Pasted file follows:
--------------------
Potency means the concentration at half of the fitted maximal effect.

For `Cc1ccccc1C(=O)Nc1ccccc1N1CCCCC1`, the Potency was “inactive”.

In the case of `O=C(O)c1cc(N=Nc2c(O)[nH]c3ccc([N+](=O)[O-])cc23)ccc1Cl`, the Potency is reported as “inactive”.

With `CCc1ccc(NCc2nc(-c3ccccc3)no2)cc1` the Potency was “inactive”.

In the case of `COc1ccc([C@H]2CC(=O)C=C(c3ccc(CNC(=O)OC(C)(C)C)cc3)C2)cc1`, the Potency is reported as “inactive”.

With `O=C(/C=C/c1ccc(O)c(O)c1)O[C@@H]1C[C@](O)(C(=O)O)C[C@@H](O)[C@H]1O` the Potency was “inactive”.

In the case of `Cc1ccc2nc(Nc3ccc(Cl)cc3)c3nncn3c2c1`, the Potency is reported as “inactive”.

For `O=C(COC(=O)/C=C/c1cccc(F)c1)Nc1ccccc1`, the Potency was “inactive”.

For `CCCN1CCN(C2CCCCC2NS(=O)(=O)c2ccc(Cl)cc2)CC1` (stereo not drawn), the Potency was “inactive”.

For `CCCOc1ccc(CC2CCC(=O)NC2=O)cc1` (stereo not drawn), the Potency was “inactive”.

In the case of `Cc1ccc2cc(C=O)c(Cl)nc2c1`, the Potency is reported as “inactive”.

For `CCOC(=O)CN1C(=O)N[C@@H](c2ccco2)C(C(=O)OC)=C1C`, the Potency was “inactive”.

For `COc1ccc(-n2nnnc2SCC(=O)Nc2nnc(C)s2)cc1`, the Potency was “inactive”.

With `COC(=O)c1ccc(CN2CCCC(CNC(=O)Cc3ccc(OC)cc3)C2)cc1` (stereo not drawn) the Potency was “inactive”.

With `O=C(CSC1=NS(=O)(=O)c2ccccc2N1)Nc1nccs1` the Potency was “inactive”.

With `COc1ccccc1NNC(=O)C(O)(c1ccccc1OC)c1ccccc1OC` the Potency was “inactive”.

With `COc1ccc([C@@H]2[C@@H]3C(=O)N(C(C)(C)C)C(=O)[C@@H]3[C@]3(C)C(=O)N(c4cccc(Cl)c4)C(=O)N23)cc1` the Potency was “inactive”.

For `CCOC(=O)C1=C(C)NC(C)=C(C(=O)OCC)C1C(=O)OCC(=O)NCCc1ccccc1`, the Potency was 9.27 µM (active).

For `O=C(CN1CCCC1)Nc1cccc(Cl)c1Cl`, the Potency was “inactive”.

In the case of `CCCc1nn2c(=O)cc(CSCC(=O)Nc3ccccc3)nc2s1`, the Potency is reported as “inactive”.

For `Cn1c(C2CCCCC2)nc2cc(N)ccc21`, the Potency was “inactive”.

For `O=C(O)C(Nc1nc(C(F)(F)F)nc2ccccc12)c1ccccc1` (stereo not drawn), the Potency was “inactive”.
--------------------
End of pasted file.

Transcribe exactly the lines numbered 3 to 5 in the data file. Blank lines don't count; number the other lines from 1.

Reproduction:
In the case of `O=C(O)c1cc(N=Nc2c(O)[nH]c3ccc([N+](=O)[O-])cc23)ccc1Cl`, the Potency is reported as “inactive”.

With `CCc1ccc(NCc2nc(-c3ccccc3)no2)cc1` the Potency was “inactive”.

In the case of `COc1ccc([C@H]2CC(=O)C=C(c3ccc(CNC(=O)OC(C)(C)C)cc3)C2)cc1`, the Potency is reported as “inactive”.